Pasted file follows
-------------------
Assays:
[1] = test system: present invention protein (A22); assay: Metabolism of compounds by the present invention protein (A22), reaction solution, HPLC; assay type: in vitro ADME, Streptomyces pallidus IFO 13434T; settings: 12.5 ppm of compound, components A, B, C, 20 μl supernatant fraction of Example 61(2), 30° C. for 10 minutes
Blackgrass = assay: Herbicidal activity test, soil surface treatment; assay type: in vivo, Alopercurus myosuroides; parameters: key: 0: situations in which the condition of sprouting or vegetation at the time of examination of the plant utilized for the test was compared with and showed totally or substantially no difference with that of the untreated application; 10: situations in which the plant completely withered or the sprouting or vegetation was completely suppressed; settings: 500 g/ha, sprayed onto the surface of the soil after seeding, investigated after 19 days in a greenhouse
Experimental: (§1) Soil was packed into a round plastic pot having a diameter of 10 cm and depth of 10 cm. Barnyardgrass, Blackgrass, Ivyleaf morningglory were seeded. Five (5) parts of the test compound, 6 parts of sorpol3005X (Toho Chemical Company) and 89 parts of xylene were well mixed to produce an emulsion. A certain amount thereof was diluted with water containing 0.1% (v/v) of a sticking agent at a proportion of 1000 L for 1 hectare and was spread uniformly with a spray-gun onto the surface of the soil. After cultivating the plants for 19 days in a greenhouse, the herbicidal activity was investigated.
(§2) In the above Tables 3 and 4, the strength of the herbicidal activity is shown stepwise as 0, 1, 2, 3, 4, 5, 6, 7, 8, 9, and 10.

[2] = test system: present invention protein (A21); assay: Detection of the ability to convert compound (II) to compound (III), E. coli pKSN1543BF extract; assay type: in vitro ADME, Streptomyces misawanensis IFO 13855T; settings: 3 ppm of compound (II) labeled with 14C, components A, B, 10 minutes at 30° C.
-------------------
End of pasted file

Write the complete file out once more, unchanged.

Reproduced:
Assays:
[1] = test system: present invention protein (A22); assay: Metabolism of compounds by the present invention protein (A22), reaction solution, HPLC; assay type: in vitro ADME, Streptomyces pallidus IFO 13434T; settings: 12.5 ppm of compound, components A, B, C, 20 μl supernatant fraction of Example 61(2), 30° C. for 10 minutes
Blackgrass = assay: Herbicidal activity test, soil surface treatment; assay type: in vivo, Alopercurus myosuroides; parameters: key: 0: situations in which the condition of sprouting or vegetation at the time of examination of the plant utilized for the test was compared with and showed totally or substantially no difference with that of the untreated application; 10: situations in which the plant completely withered or the sprouting or vegetation was completely suppressed; settings: 500 g/ha, sprayed onto the surface of the soil after seeding, investigated after 19 days in a greenhouse
Experimental: (§1) Soil was packed into a round plastic pot having a diameter of 10 cm and depth of 10 cm. Barnyardgrass, Blackgrass, Ivyleaf morningglory were seeded. Five (5) parts of the test compound, 6 parts of sorpol3005X (Toho Chemical Company) and 89 parts of xylene were well mixed to produce an emulsion. A certain amount thereof was diluted with water containing 0.1% (v/v) of a sticking agent at a proportion of 1000 L for 1 hectare and was spread uniformly with a spray-gun onto the surface of the soil. After cultivating the plants for 19 days in a greenhouse, the herbicidal activity was investigated.
(§2) In the above Tables 3 and 4, the strength of the herbicidal activity is shown stepwise as 0, 1, 2, 3, 4, 5, 6, 7, 8, 9, and 10.

[2] = test system: present invention protein (A21); assay: Detection of the ability to convert compound (II) to compound (III), E. coli pKSN1543BF extract; assay type: in vitro ADME, Streptomyces misawanensis IFO 13855T; settings: 3 ppm of compound (II) labeled with 14C, components A, B, 10 minutes at 30° C.